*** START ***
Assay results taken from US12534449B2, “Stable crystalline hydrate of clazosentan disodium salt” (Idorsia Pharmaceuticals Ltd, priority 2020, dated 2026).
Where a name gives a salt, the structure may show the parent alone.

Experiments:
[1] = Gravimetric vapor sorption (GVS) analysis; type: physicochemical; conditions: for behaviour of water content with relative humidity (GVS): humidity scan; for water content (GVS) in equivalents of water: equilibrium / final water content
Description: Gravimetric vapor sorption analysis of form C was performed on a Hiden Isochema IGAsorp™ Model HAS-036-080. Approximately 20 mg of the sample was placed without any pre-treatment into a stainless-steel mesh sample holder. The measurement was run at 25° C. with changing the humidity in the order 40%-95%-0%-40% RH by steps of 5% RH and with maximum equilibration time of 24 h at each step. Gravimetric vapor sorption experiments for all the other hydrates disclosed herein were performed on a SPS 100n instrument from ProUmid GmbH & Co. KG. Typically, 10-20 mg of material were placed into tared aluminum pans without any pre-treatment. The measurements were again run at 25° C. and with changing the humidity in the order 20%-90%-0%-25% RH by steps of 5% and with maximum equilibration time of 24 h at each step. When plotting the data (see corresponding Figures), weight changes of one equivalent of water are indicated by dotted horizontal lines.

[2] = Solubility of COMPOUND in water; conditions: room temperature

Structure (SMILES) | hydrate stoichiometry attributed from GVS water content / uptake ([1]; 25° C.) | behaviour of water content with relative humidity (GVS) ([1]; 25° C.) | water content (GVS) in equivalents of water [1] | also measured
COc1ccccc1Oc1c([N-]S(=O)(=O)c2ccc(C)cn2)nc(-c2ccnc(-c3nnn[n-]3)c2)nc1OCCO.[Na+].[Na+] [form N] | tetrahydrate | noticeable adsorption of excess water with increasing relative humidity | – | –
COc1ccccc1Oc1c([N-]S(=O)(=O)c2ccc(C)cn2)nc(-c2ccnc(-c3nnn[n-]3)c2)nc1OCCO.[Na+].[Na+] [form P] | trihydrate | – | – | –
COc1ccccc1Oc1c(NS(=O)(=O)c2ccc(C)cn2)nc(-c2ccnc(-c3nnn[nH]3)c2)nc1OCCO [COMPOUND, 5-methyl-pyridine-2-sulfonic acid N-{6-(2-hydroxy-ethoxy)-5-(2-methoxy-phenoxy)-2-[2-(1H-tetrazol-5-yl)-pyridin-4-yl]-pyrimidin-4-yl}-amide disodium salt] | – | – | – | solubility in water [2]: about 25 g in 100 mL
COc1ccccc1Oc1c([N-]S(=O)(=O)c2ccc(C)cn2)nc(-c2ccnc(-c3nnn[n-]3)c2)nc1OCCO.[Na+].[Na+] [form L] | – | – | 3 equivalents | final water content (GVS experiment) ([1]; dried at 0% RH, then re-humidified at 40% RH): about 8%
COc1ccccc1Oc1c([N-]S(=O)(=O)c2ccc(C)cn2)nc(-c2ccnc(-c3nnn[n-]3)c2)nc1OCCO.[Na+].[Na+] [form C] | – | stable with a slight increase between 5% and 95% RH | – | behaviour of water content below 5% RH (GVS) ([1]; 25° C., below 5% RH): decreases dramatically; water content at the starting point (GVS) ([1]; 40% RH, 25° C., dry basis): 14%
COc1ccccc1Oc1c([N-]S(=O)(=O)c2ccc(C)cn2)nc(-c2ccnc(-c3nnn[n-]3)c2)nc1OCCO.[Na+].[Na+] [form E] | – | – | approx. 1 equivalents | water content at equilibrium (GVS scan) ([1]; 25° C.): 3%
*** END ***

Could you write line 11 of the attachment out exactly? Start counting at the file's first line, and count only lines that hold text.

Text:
COc1ccccc1Oc1c([N-]S(=O)(=O)c2ccc(C)cn2)nc(-c2ccnc(-c3nnn[n-]3)c2)nc1OCCO.[Na+].[Na+] [form L] | – | – | 3 equivalents | final water content (GVS experiment) ([1]; dried at 0% RH, then re-humidified at 40% RH): about 8%